You know that old chestnut that if you want something done you should ask a busy person? Well, it will come as no suprise that this has been a very busy month for me. Which of course means that this is the first time I've ever managed to complete my entry for a patternreview.com contest.
The first contest of the year is the One Pattern, Many Looks contest which challenges entrants to create multiple looks by making minor (non-structural) changes to a single pattern. These alterations could include changes to the neckline or hem length as well as choices of fabric and trims.
I used view C of Butterick 4343, a close-fitting, princess-seamed, lined, tapered sheath dress. I chose this pattern for two reasons: 1) I find that princess seams are nearly always a figure-flattering (read, slimming) option for the curvier figure and 2) I live in sheath dresses. My work wardrobe largely consists of solid color dresses, cardigans, and chunky jewelry worn in a variety of combinations so sewing additional sheaths was a practical decision.
I began by altering the pattern for fit. I cut standard 18 and then not only made a full bust alteration, but also made what I will call a "full derriere" alteration using the same slash and spread technique. This provided a much better fit than I could have otherwise achieved. While my actual numerical measurements would put me in a 22 according to the pattern envelope, my high bust measurement puts me in an 18 which leads to a much better fit through the shoulders and neckline. Even then I usually have to reduce the width of the back by a significant margin as my figure is not particularly wide. Lately I've been finding I have a similar issue on the bottom in that if I just grade the pattern up to the 22 the front will be too wide for my hips while the backside strains over my backside. This is not only unflattering, but it means the seams don't fall straight and I also wind up with weird unfilled pockets of empty space on the hips making my hips look wider than they actually are.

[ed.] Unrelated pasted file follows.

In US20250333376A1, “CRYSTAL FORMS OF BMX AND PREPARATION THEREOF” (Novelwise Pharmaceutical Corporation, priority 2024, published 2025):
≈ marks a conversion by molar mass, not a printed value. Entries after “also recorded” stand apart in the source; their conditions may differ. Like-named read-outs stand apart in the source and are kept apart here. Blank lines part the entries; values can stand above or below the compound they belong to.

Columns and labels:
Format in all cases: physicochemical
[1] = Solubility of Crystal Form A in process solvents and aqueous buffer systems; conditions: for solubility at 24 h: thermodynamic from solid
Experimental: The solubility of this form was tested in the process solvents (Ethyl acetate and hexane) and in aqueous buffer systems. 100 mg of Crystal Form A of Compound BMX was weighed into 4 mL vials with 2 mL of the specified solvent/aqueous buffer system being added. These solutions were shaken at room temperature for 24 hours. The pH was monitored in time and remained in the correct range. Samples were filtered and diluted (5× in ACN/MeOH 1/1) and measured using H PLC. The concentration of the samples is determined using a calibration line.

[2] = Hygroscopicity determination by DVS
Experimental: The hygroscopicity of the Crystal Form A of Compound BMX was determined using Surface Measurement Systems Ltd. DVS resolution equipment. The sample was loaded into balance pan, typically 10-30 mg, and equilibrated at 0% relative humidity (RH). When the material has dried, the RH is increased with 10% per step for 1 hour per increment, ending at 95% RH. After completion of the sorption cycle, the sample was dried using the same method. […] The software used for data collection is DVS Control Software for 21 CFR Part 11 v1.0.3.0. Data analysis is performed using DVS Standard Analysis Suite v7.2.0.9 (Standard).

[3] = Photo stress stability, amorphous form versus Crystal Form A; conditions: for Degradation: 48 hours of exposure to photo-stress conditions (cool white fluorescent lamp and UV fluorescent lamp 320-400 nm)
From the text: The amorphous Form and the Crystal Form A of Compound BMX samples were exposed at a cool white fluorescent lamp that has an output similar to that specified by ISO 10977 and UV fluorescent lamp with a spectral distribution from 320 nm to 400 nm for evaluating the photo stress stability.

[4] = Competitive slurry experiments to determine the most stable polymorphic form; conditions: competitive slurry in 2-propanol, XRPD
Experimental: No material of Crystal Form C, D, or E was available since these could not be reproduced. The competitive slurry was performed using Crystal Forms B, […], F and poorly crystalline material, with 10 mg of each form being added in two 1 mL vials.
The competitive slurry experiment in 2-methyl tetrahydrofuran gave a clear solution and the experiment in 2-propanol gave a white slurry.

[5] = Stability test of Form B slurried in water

(As an aside, I find that sewing is an excellent way to not only become aware of your own bodies quirks but also to learn to accept them. When I bought clothes off the rack I always assumed I had wide hips because clothing that otherwise fit always seemed awkwardly tight in that region. Plus, women are always complaining about thier hips so obviously mine must be a "problem area." However I've realized that my hips are actually proportional, I just have six extra inches of junk in the trunk. Nobody wants to be "pear shaped" but everyone likes some Beyonce booty!)
As you can see from the pictures below, my altreations changed the pattern fairly significantly. These photo show the original pattern placed overtop my altered pattern which I cut out of brown butcher paper.
The first dress I made with this altered pattern used not only the original neckline, but also the color scheme from the pattern envelope. (And as always, please remember that I'm larger than the dress form so you hae to imagine the bust filled out a bit more...)
I then made a version in a ponte knit. I used navy for the front and back and black on the side panels. I also added tabs to the shoulders and waist which I accented with gold buttons for a bit of nautical flair. In all honesty, I think this is my least favorite version, in large part because it's too big. I used wider seam allowances thinking that would make up for the somewhat minimal stretch in the knit but it's still too large. This dress is, however, super comfortable. So while it may not have a tailored feel I prefer for work, it would be perfect with boots and a slouchy cardigan for running weekend errands.
The third version of the dress is a purple wool crepe. For this version I lengthened the hem to right at the knee and lowered the neckline.